Interval Funds:

Interval funds combine the features of open-ended and close-ended schemes. They are open for sale or redemption during pre-determined intervals at NAV related prices.

By Investment Objective

Another classification is by investment objective- Such schemes may be open-ended or close-ended as discussed earlier.

Growth Funds:

The aim of growth funds is to provide capital appreciation over the medium to long- term. Such schemes normally invest a majority of their corpus in equities and have comparatively high risk. It has been proven that returns from stocks, have outperformed most other kind of investments held over the long term. Growth schemes are ideal for investors having a long-term outlook seeking growth over a period of time.

Good Investment for:

  1. Investors in their prime earning years.
  2. Investors seeking growth over the long term.

Income Funds:

The aim of income funds is to provide regular and steady income to investors. Such schemes generally invest in fixed income securities such as bonds, corporate debentures and government securities. Income funds are ideal for capital stability and regular income.

Good Investment for:

  1. Retired people and others with a need for capital stability and regular income.
  2. Investors who need some income to supplement their earnings.

Balanced Funds:

The aim of balanced funds is to provide both growth and regular income. Such schemes periodically distribute a part of their earning and invest both in equities and fixed income securities in the proportion indicated in their offer documents. In a rising stock market, the NAV of these schemes may not normally keep pace, or conversely, they may not fall equally when the market falls. These are ideal for investors looking for a combination of income and moderate growth.

Good Investment for:
Investors looking for a combination of income and moderate growth.

Money Market Funds:

The aim of money market funds is to provide easy liquidity, preservation of capital and moderate income. These schemes generally invest in safer short-term instruments such as treasury bills, certificates of deposit, commercial paper and inter-bank call money. Returns on these schemes may fluctuate depending upon the interest rates prevailing in the market. These are ideal for corporate and individual investors as a means to park their surplus funds for short periods.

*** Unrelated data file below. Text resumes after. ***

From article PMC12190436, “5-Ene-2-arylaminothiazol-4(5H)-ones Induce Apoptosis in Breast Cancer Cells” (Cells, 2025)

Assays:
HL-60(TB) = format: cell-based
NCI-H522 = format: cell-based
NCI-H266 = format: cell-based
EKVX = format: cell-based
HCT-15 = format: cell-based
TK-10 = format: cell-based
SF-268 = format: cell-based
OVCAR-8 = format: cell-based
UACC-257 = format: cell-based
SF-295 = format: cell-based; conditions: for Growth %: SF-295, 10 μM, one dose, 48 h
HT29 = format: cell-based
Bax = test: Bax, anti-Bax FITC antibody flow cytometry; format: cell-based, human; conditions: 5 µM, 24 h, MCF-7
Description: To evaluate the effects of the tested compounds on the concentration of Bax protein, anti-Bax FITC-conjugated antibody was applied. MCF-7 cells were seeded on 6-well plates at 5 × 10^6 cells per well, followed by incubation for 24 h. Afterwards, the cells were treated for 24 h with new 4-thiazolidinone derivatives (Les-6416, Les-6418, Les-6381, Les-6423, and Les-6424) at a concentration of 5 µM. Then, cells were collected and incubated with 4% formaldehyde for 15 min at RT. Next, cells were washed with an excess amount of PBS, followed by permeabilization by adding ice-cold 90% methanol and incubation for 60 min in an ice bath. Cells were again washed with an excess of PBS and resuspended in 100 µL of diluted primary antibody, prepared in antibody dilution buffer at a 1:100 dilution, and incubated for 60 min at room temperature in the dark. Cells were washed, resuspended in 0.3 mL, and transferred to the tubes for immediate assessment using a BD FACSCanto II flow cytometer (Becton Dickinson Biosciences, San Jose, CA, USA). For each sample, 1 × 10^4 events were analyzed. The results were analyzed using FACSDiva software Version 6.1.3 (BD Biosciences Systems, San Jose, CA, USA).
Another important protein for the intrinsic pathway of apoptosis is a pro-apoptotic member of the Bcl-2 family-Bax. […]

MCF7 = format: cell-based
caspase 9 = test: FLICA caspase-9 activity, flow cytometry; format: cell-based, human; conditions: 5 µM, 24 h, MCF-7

Good Investment for:

Corporates and individual investors as a means to park their surplus funds for short periods or awaiting a more favourable investment alternative.

Other Schemes

Tax Saving Schemes:

These schemes offer tax rebates to the investors under specific provisions of the Indian income tax laws as the government offers tax incentives for investment in specified avenues. Investments made in equity-linked savings schemes (ELSS) and pension schemes are allowed as deduction u/s 80C of the Income Tax Act, 1961. The Act also provides opportunities to investors to save capital gains u/s 54EA and 54EB by investing in mutual funds. The only drawback to ELSS is that you are locked into the scheme for three years.

Good Investment for:

Investors seeking tax incentives.

Special Schemes

Industry-Specific Schemes:

Industry-specific schemes invest only in the industries specified in the offer document. The investment of these funds is limited to specific industries like IT, FMCG, and pharmaceuticals etc.

Index Schemes:

Index funds attempt to replicate the performance of a particular index such as the BSE Sensex or the NSE 50 (Nifty).

Sectoral Schemes:

Sectoral funds are those which invest exclusively in a specified industry or a group of industries or various segments such as ‘A’ Group shares or initial public offerings.